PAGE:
[Busec] BUsec this week: Chris Fletcher (Mon 10AM)

Sharon Goldberg goldbe at cs.bu.edu
Sun Dec 9 20:19:47 EST 2012

Hi all,

Tomorrow at 10AM, Chris Fletcher from MIT will be telling us about
implementations of fully homomorphic encryption.  Lunch will be
provided as usual. Abstract below.

See you then!

BUsec Calendar:  http://www.bu.edu/cs/busec/
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How to get to BU from MIT:  Try the CT2 bus or MIT's "Boston Daytime
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Techniques for performing secure computation on encrypted data
Speaker: Chris Fletcher, MIT
MCS137, Monday Dec 10, 10AM


Privacy of data is a huge problem in cloud computing, and more
generally in outsourcing computation.  From financial information to
medical records, sensitive data is stored and computed upon in the
cloud.  Computation requires the data to be exposed to the cloud
servers, which may be attacked by malicious applications, hypervisors,
operating systems or insiders.

In the ideal scenario, no one other than the user sees the private
data in decrypted form, as is achieved through the use of fully
homomorphic encryption (FHE) techniques.  The first part of the talk
will focus on (a) techniques to run general purpose programs under FHE
and (b) how some programs are naturally better suited for FHE than
others.  I will talk about the how ambiguity in program control flow
and data structures leads to large overheads for certain programs, in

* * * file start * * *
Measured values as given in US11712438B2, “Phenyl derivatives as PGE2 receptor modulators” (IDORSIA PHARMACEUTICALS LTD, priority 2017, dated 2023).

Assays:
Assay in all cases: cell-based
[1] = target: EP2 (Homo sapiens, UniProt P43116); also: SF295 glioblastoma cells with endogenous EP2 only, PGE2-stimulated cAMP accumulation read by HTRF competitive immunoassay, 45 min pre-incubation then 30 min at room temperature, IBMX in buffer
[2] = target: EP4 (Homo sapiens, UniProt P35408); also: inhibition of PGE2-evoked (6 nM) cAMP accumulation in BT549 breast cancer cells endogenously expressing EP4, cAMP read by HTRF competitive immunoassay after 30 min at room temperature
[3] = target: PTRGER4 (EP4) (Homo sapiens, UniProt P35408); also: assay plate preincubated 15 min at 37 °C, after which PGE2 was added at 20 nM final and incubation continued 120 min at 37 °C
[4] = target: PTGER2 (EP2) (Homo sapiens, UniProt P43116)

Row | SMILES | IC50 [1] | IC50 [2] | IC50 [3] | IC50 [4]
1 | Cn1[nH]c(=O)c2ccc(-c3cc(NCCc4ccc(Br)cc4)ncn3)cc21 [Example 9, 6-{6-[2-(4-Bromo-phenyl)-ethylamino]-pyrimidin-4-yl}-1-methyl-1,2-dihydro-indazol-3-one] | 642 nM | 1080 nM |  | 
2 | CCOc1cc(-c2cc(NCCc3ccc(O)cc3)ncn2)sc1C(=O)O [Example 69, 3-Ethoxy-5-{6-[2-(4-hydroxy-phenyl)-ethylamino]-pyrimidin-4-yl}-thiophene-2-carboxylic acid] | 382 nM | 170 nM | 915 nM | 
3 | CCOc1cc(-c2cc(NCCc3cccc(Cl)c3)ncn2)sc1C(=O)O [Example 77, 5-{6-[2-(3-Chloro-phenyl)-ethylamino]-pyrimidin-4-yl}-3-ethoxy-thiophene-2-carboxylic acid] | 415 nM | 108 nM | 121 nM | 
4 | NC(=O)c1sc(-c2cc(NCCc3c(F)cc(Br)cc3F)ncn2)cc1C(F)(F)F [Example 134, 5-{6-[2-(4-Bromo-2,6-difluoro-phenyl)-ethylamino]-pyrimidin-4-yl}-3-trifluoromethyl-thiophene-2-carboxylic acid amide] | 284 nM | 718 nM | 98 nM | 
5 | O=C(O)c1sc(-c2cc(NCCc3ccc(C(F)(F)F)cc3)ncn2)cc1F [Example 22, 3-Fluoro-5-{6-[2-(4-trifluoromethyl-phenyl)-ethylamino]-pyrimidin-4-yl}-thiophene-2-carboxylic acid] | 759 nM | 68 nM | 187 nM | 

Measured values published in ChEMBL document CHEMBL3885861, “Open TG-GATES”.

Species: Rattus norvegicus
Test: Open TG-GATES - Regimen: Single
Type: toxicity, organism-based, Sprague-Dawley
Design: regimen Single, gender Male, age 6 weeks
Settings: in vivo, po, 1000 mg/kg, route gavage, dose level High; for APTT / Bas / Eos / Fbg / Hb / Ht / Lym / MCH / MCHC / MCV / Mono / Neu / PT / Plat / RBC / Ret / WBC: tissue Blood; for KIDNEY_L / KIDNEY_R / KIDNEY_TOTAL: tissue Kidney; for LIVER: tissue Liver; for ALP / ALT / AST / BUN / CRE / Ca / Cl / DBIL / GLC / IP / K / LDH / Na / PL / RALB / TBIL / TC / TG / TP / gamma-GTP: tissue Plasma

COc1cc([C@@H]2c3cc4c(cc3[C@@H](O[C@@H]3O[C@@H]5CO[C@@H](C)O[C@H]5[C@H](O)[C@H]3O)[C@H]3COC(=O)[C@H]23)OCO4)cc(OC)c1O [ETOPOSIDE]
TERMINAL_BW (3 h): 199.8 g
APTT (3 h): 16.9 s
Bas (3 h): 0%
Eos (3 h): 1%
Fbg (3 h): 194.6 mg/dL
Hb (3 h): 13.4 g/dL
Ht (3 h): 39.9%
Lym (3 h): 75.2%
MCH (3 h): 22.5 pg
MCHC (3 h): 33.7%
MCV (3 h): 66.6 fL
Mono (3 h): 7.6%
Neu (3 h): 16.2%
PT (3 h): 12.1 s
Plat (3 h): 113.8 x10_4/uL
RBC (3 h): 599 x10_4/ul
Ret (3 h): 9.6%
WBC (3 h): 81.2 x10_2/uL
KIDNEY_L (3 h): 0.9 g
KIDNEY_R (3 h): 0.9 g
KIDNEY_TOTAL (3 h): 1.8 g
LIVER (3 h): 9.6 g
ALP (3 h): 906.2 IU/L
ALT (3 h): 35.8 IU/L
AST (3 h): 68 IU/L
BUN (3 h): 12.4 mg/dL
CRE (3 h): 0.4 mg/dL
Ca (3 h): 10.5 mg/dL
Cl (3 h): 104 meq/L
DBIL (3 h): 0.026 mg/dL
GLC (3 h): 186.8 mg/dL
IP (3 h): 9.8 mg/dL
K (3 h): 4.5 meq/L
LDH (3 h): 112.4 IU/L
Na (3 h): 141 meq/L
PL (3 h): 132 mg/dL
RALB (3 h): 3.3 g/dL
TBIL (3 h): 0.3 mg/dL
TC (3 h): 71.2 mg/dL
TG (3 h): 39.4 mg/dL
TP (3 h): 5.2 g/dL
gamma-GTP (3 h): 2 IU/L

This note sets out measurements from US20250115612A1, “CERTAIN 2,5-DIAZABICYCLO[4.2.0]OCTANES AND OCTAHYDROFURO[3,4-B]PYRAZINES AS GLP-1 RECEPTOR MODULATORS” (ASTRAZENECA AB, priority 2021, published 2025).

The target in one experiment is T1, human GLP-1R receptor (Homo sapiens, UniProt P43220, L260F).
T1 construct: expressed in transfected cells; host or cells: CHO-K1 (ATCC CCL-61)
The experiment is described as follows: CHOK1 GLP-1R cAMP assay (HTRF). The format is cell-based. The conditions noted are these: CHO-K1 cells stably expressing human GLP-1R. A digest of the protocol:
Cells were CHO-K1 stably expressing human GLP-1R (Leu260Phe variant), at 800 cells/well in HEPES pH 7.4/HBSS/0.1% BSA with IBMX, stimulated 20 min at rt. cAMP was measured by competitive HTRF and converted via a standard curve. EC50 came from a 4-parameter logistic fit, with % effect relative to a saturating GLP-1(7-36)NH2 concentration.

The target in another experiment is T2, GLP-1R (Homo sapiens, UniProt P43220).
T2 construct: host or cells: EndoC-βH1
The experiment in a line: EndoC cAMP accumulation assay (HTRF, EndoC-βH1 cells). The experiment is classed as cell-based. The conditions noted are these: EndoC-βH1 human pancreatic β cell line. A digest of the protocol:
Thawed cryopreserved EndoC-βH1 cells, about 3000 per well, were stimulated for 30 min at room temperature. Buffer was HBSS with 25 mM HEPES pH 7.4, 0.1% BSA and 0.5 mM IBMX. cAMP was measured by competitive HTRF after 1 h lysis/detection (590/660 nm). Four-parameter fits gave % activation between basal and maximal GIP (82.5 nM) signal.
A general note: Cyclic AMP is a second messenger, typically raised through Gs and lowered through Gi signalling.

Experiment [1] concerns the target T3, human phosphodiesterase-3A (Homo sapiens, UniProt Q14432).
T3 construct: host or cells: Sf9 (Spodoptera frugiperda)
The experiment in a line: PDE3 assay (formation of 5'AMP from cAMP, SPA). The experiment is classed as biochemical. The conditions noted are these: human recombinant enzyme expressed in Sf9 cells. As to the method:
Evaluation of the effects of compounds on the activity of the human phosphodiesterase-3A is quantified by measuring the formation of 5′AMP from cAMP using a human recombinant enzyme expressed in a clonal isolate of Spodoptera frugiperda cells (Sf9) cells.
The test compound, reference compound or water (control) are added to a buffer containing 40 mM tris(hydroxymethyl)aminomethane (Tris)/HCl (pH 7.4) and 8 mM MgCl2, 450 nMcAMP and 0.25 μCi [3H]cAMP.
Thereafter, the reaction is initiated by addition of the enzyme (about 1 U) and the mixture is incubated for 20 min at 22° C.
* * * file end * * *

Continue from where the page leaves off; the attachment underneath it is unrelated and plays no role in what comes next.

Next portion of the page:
addition to the crypto overheads already imposed by FHE (which impose
about a billion times slowdown).

Motivated by large FHE overheads, the second part of the talk
describes how to approximate FHE with a tamper-resistant processor
called Ascend.  Ascend performs program obfuscation in hardware: given
an untrusted program and private user data running within the Ascend
chip, the chip's external input/output and power pins give off a
signal that is independent of the private user data.  I will discuss
how strict periodic accesses to an Oblivious RAM obfuscate
input/output behavior and how strict periodic accesses to on-chip
circuits (e.g., on-chip caches) coupled with DPA-resistant techniques
obfuscate Ascend's power signature.  Surprisingly, Ascend incurs only
a ~5X performance overhead running SPEC benchmarks.  The trusted
computing base is only the Ascend chip: no software (the user
application, server operating system, etc) or anything outside the
Ascend processor (external RAM or communication channels) is trusted.

This is joint work with Marten van Dijk, Srini Devadas, Ling Ren and
Xiangyao Yu.

Sharon Goldberg
Computer Science, Boston University

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